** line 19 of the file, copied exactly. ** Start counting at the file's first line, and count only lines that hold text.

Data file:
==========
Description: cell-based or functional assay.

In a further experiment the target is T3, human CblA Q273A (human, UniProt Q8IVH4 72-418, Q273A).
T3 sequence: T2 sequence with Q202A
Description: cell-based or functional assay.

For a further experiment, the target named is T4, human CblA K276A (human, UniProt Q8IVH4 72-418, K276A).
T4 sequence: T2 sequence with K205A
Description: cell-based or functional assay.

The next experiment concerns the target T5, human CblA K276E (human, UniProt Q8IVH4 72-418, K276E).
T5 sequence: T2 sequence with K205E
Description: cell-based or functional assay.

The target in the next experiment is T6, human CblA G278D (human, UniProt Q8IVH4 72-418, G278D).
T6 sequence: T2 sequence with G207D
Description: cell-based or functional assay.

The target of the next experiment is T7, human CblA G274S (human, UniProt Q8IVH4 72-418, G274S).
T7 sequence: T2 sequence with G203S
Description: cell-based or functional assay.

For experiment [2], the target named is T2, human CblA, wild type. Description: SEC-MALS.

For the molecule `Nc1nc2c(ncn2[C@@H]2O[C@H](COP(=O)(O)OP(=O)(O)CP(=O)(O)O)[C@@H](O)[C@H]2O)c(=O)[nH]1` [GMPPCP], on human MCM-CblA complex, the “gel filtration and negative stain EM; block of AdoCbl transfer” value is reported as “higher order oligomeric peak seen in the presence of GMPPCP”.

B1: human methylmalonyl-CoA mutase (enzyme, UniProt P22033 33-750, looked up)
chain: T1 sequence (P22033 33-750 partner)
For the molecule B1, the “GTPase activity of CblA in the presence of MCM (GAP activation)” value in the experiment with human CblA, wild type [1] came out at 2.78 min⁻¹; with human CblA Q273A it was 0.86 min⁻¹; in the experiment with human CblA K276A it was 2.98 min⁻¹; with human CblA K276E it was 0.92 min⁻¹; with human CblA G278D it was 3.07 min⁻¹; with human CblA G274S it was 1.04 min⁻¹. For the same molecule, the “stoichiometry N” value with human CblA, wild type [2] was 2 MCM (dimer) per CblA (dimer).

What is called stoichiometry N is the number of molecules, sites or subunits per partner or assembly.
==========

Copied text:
B1: human methylmalonyl-CoA mutase (enzyme, UniProt P22033 33-750, looked up)